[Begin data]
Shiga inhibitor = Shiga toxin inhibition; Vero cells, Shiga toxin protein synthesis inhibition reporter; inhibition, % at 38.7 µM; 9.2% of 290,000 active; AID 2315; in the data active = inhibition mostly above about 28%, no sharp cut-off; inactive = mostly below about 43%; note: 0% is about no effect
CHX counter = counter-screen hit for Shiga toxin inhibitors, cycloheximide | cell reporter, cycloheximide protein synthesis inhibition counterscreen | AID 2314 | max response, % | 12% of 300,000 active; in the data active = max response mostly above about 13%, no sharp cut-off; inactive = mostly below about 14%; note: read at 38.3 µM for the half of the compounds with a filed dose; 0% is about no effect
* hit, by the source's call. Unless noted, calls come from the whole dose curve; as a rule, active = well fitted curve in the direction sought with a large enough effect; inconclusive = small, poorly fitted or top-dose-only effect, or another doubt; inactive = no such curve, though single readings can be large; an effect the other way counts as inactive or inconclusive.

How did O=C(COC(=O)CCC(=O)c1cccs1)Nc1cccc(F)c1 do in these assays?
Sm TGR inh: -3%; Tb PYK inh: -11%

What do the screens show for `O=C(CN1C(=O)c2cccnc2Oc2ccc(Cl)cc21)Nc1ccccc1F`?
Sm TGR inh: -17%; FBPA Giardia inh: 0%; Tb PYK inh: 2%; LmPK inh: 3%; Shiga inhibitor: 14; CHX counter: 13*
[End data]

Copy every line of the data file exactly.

Shiga inhibitor = Shiga toxin inhibition; Vero cells, Shiga toxin protein synthesis inhibition reporter; inhibition, % at 38.7 µM; 9.2% of 290,000 active; AID 2315; in the data active = inhibition mostly above about 28%, no sharp cut-off; inactive = mostly below about 43%; note: 0% is about no effect
CHX counter = counter-screen hit for Shiga toxin inhibitors, cycloheximide | cell reporter, cycloheximide protein synthesis inhibition counterscreen | AID 2314 | max response, % | 12% of 300,000 active; in the data active = max response mostly above about 13%, no sharp cut-off; inactive = mostly below about 14%; note: read at 38.3 µM for the half of the compounds with a filed dose; 0% is about no effect
* hit, by the source's call. Unless noted, calls come from the whole dose curve; as a rule, active = well fitted curve in the direction sought with a large enough effect; inconclusive = small, poorly fitted or top-dose-only effect, or another doubt; inactive = no such curve, though single readings can be large; an effect the other way counts as inactive or inconclusive.

How did O=C(COC(=O)CCC(=O)c1cccs1)Nc1cccc(F)c1 do in these assays?
Sm TGR inh: -3%; Tb PYK inh: -11%

What do the screens show for `O=C(CN1C(=O)c2cccnc2Oc2ccc(Cl)cc21)Nc1ccccc1F`?
Sm TGR inh: -17%; FBPA Giardia inh: 0%; Tb PYK inh: 2%; LmPK inh: 3%; Shiga inhibitor: 14; CHX counter: 13*